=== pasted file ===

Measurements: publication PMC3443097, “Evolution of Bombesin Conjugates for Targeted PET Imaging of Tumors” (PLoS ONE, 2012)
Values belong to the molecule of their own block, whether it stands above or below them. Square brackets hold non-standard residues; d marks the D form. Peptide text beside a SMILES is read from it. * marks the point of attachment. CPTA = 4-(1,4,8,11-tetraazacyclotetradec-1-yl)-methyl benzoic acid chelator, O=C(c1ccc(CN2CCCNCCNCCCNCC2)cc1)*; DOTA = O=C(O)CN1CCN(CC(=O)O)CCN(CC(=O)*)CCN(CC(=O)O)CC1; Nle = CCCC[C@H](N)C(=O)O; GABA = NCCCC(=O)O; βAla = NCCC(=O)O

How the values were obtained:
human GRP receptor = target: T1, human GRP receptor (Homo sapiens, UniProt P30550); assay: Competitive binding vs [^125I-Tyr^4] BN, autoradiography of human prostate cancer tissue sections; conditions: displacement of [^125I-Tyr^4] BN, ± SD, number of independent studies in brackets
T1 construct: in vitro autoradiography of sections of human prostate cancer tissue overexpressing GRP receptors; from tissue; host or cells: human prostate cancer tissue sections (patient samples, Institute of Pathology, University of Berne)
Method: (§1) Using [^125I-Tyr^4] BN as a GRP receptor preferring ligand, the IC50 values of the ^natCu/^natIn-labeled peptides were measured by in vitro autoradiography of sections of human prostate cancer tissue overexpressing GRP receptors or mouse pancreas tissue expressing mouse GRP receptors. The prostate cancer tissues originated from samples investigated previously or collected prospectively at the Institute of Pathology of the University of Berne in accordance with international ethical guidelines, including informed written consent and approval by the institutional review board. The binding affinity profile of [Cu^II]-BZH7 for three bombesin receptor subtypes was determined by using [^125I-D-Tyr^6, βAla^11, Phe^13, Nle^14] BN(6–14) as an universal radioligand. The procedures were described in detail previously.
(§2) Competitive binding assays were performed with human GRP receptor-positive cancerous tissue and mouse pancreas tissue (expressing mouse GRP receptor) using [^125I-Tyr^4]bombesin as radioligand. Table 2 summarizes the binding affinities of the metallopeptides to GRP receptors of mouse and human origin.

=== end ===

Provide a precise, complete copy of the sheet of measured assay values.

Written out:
Measurements: publication PMC3443097, “Evolution of Bombesin Conjugates for Targeted PET Imaging of Tumors” (PLoS ONE, 2012)
Values belong to the molecule of their own block, whether it stands above or below them. Square brackets hold non-standard residues; d marks the D form. Peptide text beside a SMILES is read from it. * marks the point of attachment. CPTA = 4-(1,4,8,11-tetraazacyclotetradec-1-yl)-methyl benzoic acid chelator, O=C(c1ccc(CN2CCCNCCNCCCNCC2)cc1)*; DOTA = O=C(O)CN1CCN(CC(=O)O)CCN(CC(=O)*)CCN(CC(=O)O)CC1; Nle = CCCC[C@H](N)C(=O)O; GABA = NCCCC(=O)O; βAla = NCCC(=O)O

How the values were obtained:
human GRP receptor = target: T1, human GRP receptor (Homo sapiens, UniProt P30550); assay: Competitive binding vs [^125I-Tyr^4] BN, autoradiography of human prostate cancer tissue sections; conditions: displacement of [^125I-Tyr^4] BN, ± SD, number of independent studies in brackets
T1 construct: in vitro autoradiography of sections of human prostate cancer tissue overexpressing GRP receptors; from tissue; host or cells: human prostate cancer tissue sections (patient samples, Institute of Pathology, University of Berne)
Method: (§1) Using [^125I-Tyr^4] BN as a GRP receptor preferring ligand, the IC50 values of the ^natCu/^natIn-labeled peptides were measured by in vitro autoradiography of sections of human prostate cancer tissue overexpressing GRP receptors or mouse pancreas tissue expressing mouse GRP receptors. The prostate cancer tissues originated from samples investigated previously or collected prospectively at the Institute of Pathology of the University of Berne in accordance with international ethical guidelines, including informed written consent and approval by the institutional review board. The binding affinity profile of [Cu^II]-BZH7 for three bombesin receptor subtypes was determined by using [^125I-D-Tyr^6, βAla^11, Phe^13, Nle^14] BN(6–14) as an universal radioligand. The procedures were described in detail previously.
(§2) Competitive binding assays were performed with human GRP receptor-positive cancerous tissue and mouse pancreas tissue (expressing mouse GRP receptor) using [^125I-Tyr^4]bombesin as radioligand. Table 2 summarizes the binding affinities of the metallopeptides to GRP receptors of mouse and human origin.